NorSat-TD will demonstrate new technologies from France, Italy, the Netherlands and Norway.
Friday the 22nd of January 2021 the Netherlands Space Office and the Norwegian Space Agency signed an agreement that places Dutch high-technology on Norway's new national satellite NorSat Technology Demonstrator (NorSat-TD).
The signing ceremony took place simultaneously at the embassies i both countries.
NorSat-TD will test technologies in orbit for Norwegian companies, state actors and international partners.
Moreover, the new satellite will increase the competency of the Norwegian space sector, particularly in the field of advanced communications technologies, as well as in satellite control and operations in orbit.
NorSat-TD is currently in the integration phase.
The signing took place at the residence of the Dutch ambassador in Oslo and at the residence of the Norwegian ambassador in The Hague.
Present at the signing in Oslo were Tom van Oorschot, the Dutch ambassador to Norway, and Christian Hauglie-Hanssen, Director General for the Norwegian Space Agency, as well as other representatives from the Norwegian Space Agency.
Present at the signing in The Hague were Bård Svendsen, the Norwegian ambassador to the Netherlands, and Harm van de Wetering, Director General for the Netherlands Space Office, as well as other representatives from the Netherlands Space Office.
Christian Hauglie-Hanssen (left) and Tom van Oorschot signed the agreement for NorSat-TD and SmallCAT in Oslo. Foto: NOSA
The signing was done in parallel via transmission on video.
- It is great to get a ride from our Norwegian colleagues. This cooperation enables us to demonstrate promising high-tech for small satellites, says Harm van de Wetering, Director General of Netherlands Space Office.
- The Norsat-TD mission demonstrates the powerful impact of bilateral cooperation in the space domain. Cooperation on capacities which serve national needs, as well as satisfy future commercial ambition, serves as an important complement to Norway´s space activities within ESA and the EU, says Christian Hauglie-Hanssen, Director General of the Norwegian Space Agency.
Netherlands Space Office (NSO) will, in partnership with the Norwegian Space Agency (NOSA), test communication between NorSat-TD and ground stations via laser technology. This payload has been delievered from TNO in the Netherlands.
With the Dutch payload, called Small Communication Active Terminal (SmallCAT), the Norwegian Defence Research Establishment (FFO) will perform crucial tests in laser communication with their ground stations.
Harm van de Wetering (left) and Bård Svendsen signed the agreement for NorSat-TD and SmallCAT in The Hague. Photo: NOSA
French company ThrustMe will, in cooperation with the French space organization CNES together with NOSA, test a new electrical thruster that uses iodine as fuel.
This thruster will increase Norway's competency in the operation and control of micro-satellites in low orbits.
NorSat-TD's payloads also include a miniaturized laser reflector from the Italian research institute INRI SCF Lab. This technology reflects laser beams from the ground to measure the distance to the satellite and determine its position in orbit.
The Norwegian Mapping Authority also uses such laster technology for geodetic measurements. Thus, NorSat-TD will be tracked by laser ground stations at the Norwegian Mapping Authority's laboratory at Ny-Ålesund in Svalbard, as well as by partners in France and Italy.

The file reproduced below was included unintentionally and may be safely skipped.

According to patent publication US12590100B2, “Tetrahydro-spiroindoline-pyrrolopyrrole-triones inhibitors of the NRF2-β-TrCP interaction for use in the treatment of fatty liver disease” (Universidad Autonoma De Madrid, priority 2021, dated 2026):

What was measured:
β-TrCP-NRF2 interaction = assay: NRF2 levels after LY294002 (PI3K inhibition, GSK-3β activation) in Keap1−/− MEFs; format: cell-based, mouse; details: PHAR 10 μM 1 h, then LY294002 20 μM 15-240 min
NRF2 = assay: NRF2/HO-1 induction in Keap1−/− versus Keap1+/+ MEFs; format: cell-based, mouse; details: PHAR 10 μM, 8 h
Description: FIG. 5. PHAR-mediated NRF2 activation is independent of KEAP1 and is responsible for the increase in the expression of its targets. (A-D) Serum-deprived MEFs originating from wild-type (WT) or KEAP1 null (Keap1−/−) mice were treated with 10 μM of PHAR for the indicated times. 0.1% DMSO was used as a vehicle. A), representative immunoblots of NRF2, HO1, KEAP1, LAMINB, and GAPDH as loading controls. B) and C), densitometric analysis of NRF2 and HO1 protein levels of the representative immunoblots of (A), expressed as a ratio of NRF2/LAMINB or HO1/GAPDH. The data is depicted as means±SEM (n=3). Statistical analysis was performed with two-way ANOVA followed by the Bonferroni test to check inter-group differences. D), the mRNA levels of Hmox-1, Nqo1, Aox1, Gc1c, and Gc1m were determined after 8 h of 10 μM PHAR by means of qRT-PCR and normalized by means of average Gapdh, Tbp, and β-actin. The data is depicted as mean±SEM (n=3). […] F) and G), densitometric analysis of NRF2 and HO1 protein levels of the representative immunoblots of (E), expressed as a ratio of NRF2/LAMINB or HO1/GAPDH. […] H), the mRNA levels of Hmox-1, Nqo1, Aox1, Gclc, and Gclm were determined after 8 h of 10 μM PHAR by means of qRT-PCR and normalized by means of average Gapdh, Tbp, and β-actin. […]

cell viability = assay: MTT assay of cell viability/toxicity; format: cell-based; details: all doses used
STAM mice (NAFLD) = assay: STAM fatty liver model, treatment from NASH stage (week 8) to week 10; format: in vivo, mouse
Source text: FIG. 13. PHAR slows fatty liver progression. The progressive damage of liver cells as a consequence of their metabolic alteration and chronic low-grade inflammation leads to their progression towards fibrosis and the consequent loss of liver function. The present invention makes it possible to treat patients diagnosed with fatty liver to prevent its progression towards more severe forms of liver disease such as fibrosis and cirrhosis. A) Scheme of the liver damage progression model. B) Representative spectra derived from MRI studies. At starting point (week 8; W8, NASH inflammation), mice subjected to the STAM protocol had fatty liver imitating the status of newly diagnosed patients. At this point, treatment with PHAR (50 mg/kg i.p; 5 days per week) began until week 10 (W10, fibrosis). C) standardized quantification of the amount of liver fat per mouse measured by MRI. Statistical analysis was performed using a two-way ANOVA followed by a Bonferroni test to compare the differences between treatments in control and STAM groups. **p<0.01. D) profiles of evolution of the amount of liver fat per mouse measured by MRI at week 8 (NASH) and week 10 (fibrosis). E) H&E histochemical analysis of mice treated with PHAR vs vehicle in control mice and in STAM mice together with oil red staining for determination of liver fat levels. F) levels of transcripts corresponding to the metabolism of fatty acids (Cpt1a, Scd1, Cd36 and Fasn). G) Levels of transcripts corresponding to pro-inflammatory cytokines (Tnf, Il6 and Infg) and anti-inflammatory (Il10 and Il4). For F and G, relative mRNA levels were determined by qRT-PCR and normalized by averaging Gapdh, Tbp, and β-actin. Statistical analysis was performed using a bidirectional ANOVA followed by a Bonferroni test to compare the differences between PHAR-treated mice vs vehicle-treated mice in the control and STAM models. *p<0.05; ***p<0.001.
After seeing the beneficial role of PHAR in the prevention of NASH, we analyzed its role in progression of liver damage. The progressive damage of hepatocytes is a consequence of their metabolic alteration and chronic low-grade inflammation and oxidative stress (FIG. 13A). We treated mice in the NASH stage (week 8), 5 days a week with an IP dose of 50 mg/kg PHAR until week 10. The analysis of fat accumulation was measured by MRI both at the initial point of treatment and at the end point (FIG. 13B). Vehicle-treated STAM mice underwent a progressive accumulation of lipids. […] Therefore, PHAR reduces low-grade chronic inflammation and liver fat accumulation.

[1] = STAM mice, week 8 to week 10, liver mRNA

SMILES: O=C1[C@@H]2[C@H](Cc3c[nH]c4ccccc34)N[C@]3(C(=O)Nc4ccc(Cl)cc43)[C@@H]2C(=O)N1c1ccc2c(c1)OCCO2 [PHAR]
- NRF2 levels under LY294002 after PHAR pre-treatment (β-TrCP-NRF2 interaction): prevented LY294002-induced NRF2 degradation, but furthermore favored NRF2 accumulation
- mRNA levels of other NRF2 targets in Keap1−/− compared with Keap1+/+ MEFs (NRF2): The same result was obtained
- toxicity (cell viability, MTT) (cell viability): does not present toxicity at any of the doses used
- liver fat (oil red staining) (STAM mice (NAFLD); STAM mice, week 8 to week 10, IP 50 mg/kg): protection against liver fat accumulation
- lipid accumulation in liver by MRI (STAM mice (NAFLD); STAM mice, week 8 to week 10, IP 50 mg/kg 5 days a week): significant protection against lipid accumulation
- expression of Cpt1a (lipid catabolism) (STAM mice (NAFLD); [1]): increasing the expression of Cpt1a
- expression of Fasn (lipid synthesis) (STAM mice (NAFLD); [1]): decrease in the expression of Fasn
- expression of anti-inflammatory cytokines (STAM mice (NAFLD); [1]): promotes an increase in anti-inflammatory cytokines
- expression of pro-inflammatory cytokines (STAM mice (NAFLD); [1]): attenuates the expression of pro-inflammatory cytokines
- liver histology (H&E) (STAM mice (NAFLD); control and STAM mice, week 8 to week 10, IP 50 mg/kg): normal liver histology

SmallCAT is the Dutch payload on NorSat-TD and will demonstrate laser communication in space. Illustration: TNO
Space Norway will demonstrate a new and improved technology, called VDES, for two-way communication between satellittes, ships and land. This technology will, together with Norway's national satellite NorSat-2, contribute to the development of a robust small-band network for the Artcic.
With NorSat-TD Fugro will loft its technology for maritime control and tracking up into space. This technology, called Space Star, will determine the satelllites position with an accuracy of 10 centimeters in real time, and improve collision detection for satellites in orbit.
As with the other Norwegian satellites, NorSat-1 and NorSat-2, launched in July 2017, NorSat-TD will carry an AIS receiver from Kongsberg Seatex for monitoring ship traffic from space.
This new and miniaturized fifth generation AIS receiver will also be used to test the Internet Of Things in the Arctic.
The new AIS receiver will monitor ship traffic in Norwegian and international waters via the international anti-collision system AIS, which all ships above 300 gross tonnes are obliged to carry onboard.
NorSat-TD's payloads will require a slightly larger satellite than NorSat-1 and NorSat-2.
Thus, NorSat-TD will measure 30x30x40 centimeters and weigh approximately 35 kilos, while NorSat-1 and -2 measure 20x20x40 centimeters and weigh approximately 16 kilos. More information about the Norwegian satellites here.
NorSat-1 (background) and NorSat-2 (foreground) in orbit over Lofoten and Northern-Norway. Illustration: T. Abrahamsen
NorSat-TD has already passed its final design review. Currently the satellite bus is being built and integrated by the University of Toronto Institute for Aerospace Studies - Space Flight Laboratory (UTIAS), with launch planned for the first quarter of 2022.
Norway's technology demonstrator in space is an important milestone for both the Norwegian Space Agency and the Norwegian space sector.
Tyler Jones – Project Manager, satellittes – Norwegian Space Agency – +47 941 32 846
Christian Hauglie-Hanssen – Director General – Norwegian Space Agency – +47 920 60 043
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